Incrementalism and Adaptability

Incrementalism involves making changes gradually and steadily. It allows engineers to add new features or components while maintaining a stable foundation. This approach is crucial in software development, where the ability to adapt to evolving requirements is essential. By building incrementally, software engineers can respond to changing user needs and technology advancements more effectively.

Working Experimentally

Engineering is not about always being right, it's about learning from mistakes. Embracing experimentation means being willing to take risks and accepting the possibility of failure. However, experiments are conducted in a controlled environment ensuring that any mistakes are valuable learning experiences.

Empirical Learning

Empiricism is at the heart of engineering. It emphasizes the practical impact of ideas in the real world. Engineers need to understand how their solutions affect the environment and society. In software development, this means focusing on real-world applications and assessing the actual impact of software on users, businesses, and society as a whole.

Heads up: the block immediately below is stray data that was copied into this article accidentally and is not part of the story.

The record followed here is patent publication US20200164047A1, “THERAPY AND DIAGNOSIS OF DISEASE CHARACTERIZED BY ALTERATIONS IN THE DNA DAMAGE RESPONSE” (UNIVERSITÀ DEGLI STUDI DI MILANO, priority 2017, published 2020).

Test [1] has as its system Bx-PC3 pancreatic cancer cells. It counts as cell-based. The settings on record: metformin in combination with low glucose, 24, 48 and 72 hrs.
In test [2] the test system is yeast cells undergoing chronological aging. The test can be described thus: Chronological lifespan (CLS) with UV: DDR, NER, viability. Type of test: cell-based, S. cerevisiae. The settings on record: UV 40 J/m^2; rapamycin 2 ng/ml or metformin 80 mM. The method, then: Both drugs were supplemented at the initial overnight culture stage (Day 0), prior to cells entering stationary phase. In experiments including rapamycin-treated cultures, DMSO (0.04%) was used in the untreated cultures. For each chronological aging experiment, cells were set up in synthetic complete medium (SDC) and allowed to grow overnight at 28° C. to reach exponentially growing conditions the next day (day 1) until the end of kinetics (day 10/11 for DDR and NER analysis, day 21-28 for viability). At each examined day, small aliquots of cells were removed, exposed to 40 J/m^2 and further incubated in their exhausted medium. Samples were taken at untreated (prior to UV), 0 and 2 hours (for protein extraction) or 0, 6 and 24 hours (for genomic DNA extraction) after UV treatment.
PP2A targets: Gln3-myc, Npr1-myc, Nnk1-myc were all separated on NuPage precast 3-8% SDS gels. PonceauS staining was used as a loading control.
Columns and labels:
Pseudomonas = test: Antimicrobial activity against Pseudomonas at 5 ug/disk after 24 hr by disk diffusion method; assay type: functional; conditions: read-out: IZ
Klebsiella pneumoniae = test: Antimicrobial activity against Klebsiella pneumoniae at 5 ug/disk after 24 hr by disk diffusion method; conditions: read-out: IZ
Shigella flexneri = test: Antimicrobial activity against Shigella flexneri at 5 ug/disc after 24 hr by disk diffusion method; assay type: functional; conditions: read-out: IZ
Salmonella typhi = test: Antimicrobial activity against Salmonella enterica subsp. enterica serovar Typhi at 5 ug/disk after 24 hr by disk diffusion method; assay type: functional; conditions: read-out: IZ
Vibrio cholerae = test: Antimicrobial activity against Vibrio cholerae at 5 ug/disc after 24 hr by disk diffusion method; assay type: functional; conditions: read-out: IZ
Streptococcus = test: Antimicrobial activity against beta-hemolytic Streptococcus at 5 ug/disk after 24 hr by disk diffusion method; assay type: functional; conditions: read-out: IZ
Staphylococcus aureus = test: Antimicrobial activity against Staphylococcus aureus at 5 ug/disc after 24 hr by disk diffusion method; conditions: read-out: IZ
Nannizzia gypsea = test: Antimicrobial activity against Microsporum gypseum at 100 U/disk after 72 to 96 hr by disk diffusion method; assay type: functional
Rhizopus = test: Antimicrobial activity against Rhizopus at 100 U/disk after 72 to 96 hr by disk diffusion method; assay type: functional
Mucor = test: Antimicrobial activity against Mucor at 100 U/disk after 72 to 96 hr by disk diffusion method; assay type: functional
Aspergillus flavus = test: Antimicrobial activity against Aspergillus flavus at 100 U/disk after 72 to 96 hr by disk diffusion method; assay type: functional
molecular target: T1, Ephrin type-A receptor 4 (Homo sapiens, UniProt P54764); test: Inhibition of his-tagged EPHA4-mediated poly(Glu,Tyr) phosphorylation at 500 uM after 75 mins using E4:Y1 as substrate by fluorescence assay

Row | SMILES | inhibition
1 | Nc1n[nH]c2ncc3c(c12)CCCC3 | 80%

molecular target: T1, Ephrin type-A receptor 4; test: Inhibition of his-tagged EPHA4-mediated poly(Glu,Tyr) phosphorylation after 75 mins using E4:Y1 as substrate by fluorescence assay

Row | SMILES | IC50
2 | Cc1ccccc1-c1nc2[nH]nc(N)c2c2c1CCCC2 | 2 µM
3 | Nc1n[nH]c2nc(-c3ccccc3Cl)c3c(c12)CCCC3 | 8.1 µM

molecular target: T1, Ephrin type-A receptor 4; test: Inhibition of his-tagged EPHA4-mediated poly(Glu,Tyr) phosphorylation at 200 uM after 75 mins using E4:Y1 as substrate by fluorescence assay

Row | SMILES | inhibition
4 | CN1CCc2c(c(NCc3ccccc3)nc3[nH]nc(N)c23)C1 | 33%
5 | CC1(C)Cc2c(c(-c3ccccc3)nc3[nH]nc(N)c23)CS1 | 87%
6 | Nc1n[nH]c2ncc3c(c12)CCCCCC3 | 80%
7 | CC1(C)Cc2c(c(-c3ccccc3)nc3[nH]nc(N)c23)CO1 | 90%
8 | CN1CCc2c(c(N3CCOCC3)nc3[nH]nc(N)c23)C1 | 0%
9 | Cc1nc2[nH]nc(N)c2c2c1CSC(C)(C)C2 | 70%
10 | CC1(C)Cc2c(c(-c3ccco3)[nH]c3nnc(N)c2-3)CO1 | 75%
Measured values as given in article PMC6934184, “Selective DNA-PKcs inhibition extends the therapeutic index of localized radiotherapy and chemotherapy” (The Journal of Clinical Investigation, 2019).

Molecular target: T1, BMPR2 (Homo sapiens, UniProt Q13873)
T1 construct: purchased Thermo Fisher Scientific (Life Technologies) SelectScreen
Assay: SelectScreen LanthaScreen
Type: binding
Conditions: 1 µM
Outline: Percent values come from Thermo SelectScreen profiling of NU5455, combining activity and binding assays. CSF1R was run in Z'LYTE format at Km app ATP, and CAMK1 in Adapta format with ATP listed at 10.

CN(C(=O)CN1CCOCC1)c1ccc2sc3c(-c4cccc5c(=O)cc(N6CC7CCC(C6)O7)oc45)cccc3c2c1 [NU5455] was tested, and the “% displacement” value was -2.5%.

Managing Complexity

Software systems have become incredibly complex with intricate networks of components and interactions. To tackle this complexity, software engineers must excel at learning and managing it. Here are five principles for effectively managing complexity:

Modularity – the Building Block for Maintainable Software

Modularity involves breaking down a complex system into smaller, self-contained modules. Each module serves a specific purpose, can be maintained separately, and can even be replaced with a more efficient alternative when needed. Even in tightly cohesive systems, like smartphones, there are distinct components performing separate tasks. This modularity allows for flexibility and the ability to compose systems in different ways.